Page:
Daisy loses her lunch

Well, she lost her breakfast, that is.

Daisy has a goofy habit of waiting to eat her breakfast until all the goats are done with theirs. I think it’s her way of showing how tough she is. I pour food for everyone, but Daisy just slinks around her bowl and won’t eat until the first goat finishes her breakfast and comes over to curiously investigate Daisy’s dish. At that point, Daisy springs over to her bowl with a snarl and a sideways snap at the offending goat, dives her head in and begins to chow down, all the while throwing malevolent glares at the goats and showing them her fangs. It’s like she’s eating her food at the goats, as if to show them… what exactly? None of them even like dog food!

But this morning Daisy’s insistence on eating her food for a caprine audience backfired. It was pretty windy this morning, but the bowl stayed grounded until just about the time the first goat came out from breakfast. Daisy ran over to her bowl and had just begun to sample its contents with a vicious snarl at Nubbin, who was casually passing by, when a blast of wind came up and blew the bowl over, scattering its contents all over the driveway. Daisy had to carefully pick the pieces out from the gravel one by one. The goats filed past without regard–Daisy was ¬†too busy ¬†finding and consuming her breakfast before it blew away or got trampled to scold anyone for looking at her meal. I guess she also knew that no one would be jealous of food that had to be picked up out of the dirt!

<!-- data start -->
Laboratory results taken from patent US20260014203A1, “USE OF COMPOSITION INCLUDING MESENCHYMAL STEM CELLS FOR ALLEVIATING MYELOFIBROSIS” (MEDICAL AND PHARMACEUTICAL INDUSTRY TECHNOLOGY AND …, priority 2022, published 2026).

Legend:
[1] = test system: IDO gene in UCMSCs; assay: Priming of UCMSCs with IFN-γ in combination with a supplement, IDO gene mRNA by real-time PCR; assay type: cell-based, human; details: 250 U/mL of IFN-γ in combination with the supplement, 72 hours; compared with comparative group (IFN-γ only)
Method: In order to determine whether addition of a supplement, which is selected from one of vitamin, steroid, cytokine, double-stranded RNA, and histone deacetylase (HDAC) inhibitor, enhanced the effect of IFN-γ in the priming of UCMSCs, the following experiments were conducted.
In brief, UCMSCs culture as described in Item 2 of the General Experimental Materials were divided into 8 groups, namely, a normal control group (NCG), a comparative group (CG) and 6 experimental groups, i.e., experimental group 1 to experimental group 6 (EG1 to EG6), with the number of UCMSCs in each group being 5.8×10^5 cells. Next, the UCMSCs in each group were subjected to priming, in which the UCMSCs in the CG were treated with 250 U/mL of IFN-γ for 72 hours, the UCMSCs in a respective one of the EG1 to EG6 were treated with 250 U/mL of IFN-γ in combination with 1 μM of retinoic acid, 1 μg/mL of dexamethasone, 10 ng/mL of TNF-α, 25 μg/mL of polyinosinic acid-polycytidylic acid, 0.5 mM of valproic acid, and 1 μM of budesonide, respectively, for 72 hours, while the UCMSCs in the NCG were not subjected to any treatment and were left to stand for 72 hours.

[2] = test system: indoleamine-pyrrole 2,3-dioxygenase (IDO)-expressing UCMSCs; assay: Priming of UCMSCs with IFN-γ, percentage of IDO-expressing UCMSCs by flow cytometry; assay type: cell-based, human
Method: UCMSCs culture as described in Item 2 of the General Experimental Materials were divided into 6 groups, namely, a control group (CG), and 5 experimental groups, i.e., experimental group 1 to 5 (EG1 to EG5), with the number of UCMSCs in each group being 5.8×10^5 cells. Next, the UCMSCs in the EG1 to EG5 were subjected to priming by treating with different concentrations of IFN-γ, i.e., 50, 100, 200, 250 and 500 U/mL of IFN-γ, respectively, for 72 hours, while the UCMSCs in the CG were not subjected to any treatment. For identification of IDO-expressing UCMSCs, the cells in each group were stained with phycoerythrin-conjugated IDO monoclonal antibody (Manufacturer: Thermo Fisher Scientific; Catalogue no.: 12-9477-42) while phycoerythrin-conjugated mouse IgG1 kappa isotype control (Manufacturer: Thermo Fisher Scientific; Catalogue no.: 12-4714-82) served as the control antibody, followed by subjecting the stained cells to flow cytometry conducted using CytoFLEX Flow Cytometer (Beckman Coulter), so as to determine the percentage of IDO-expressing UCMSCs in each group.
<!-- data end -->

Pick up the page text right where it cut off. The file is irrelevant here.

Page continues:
2 thoughts on “Daisy loses her lunch

  1. Nan, I got a nubian yesterday. She is a doeling with black and white spots and brownish legs. How tall does a nubian grow,when I show her how do I set her up, and how long how can they live up to?

    1. Congratulations! I hope you have lots of fun with her. How tall she gets depends on the goat. Nubians can get very tall, but some don’t. I think the breed standard says females have to be at least 30 inches tall at the withers when full-grown. Goats are considered full-grown by four years old. If you want to learn about setting her up at a show, you should speak to someone local (like a 4-H leader) who can show you how. As for how long goats live, that’s a difficult question. Some goats live longer than others. But if she has no health complications she could live to be 12-15 years old.

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